How often should I finish in the money when playing poker tournaments?

If you play poker tournaments on a regular basis (and want to make a profit), then the question of winning frequency is an important one. Of course, you cannot win every tournament you buy in for, even if you were playing 100% perfect poker. Variance can be a bitch, but without it, poker would not be fun at all, right?

How to reduce variance

Variance mainly depends on two two factors: first, your strategy, and second your choice of smaller or bigger poker tournaments. As far as strategy goes, it it safe to assume that a somewhat tighter, "small ball"-type of poker strategy will reduce variance. This type of play is all about keeping pots small and not risking more than app. 25% of your chips in any hand (unless you have a monster). Obviously, this strategy works best in tournaments with more participants, deep stacks and when the blinds go up slowly.

Secondly, variance depends on which kind of poker tournaments you play. If you want to keep variance at a minimum, you could choose to play 10-player or even 6-player SitnGos, or tournaments where you know that not too many players register. Of course, the potential reward is limited in those. The answer to the question from the headline for one-table SNGs is that you need to end up in the money at least once out of two tourneys. Minimum cash will usually mean that you win one buy-in, and your profit will come from eventually winning top or second prize every once in a while.

In the money in multi-table poker tournaments

Let's take two types of tournaments as example to show you a profitable win rate:

First, a tournament with a field of 100 players, $100 buy-in and a somewhat "flat" payout structure. Especially online tournaments usually pay a smaller amount to first or second place, in favor of paying out more players. After all, the online poker room has an interest in not frustrating the majority of players, they want their customers coming back and keep the poker money in circulation.

If you play 10 of those tournaments, the buy-in will cost you a total of $1000. The tournament will have a total prize money of $10,000 and first place pays approximately $2000 (20%), $1500 (15%) for second and $1000 (10%) for third place. You will show a profit if you:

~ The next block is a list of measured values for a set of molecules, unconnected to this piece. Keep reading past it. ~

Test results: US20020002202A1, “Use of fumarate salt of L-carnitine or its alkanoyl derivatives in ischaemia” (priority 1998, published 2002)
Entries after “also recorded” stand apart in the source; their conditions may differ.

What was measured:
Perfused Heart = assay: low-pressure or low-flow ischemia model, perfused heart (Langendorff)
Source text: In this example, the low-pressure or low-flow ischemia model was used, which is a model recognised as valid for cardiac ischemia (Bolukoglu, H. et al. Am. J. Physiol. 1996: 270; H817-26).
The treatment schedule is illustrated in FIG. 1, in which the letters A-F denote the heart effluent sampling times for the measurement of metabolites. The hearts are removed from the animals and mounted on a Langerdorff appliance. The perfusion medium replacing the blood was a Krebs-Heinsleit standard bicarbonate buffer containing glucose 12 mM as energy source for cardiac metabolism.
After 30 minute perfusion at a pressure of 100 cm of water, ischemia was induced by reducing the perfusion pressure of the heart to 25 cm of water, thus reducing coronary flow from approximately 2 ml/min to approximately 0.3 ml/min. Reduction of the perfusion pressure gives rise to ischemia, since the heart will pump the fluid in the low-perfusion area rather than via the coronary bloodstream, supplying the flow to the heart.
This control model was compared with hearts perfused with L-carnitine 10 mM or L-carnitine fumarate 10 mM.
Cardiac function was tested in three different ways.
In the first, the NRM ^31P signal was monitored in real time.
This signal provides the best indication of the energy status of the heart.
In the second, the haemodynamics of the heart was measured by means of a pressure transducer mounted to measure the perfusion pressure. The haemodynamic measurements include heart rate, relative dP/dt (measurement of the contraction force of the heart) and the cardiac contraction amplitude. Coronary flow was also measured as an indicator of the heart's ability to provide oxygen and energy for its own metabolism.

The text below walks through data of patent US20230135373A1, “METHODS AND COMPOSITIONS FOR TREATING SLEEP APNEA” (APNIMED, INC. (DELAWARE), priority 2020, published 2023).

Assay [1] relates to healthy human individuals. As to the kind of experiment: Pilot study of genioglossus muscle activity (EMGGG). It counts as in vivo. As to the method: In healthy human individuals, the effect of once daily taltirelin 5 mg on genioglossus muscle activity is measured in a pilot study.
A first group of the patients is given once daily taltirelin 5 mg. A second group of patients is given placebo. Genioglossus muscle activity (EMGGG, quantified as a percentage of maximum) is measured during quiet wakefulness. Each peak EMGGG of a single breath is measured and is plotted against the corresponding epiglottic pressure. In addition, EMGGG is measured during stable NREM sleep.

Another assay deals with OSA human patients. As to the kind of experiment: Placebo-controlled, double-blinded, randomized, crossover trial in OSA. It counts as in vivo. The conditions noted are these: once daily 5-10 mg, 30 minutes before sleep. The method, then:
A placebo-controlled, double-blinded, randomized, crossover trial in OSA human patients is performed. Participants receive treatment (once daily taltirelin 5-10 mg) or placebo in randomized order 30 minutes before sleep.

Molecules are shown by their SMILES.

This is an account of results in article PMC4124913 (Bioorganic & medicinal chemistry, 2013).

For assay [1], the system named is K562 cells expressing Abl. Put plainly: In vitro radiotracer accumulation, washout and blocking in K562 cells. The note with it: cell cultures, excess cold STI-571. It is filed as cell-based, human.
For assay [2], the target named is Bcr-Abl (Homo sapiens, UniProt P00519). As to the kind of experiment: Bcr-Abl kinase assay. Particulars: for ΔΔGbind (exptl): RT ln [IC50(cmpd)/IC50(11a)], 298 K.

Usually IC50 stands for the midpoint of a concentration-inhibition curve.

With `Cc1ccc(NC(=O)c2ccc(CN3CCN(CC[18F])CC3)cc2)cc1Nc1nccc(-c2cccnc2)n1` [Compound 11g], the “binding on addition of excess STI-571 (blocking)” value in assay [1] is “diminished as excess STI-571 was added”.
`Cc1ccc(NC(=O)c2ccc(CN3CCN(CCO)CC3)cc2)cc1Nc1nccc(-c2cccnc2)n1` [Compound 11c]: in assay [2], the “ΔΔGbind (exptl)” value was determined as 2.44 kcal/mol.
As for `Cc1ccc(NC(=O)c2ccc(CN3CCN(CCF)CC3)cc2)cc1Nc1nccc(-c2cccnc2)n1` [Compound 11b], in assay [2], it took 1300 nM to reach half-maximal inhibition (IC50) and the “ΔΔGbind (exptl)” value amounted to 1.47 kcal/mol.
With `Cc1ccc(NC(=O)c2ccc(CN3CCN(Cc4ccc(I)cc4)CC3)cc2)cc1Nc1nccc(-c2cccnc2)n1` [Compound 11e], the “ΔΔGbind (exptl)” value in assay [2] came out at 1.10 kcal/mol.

• win a minimum cash 6 times out of ten, meaning you win $1200 minus your investment, giving you a $200 profit
  • min cash once and finish 3rd once: $200 plus $1000 minus $1000 for buy-ins = $200 profit
  • min cash twice and finish second once: $400 plus $1500 minus $1000 = $900 profit
  • finish in 1st place just once: $2000 minus $1000 for buy-ins = $1000 profit

That also means that finishing in first place once in 20 tournaments played will allow you to break even.

Things look a little different when a tournament pays less players, or when the prize money structure is more skewered towards the first three finishers. Often times, you will see the winner take home 25% or even 30% of the total prize money. Obviously, in this case it will not be enough to win the minimum cash 5 times out of 10 since min cash may be no more than 1.5 buy-ins. On the other hand, winning one of those tournaments will cover your buy-ins for a decent number of tournaments for the future.

Let's take an example of a major live poker tournament with a buy-in of $500 and 1000 participants. Total prize mone to be won now is $500,000, and let's say the winner will take home 30% of that, making first place worth $150.000, or 150 buy-ins. Now that is serious step forward BUT it even with the top pros, it is not unheard of that they may play 100 of those tournaments and not win even once.

All that said, we advise you to take a look at your bankroll and divide it by at least 50. The number you get is the buy-in per tournament you can afford. Keep track of your winnings and go on playing until you bankroll has either fallen by 50% or you have doubled it. Then, redo the calculation and move on to smaller or bigger tournaments. That way, you avoid going bankrupt, which has to be your main concern.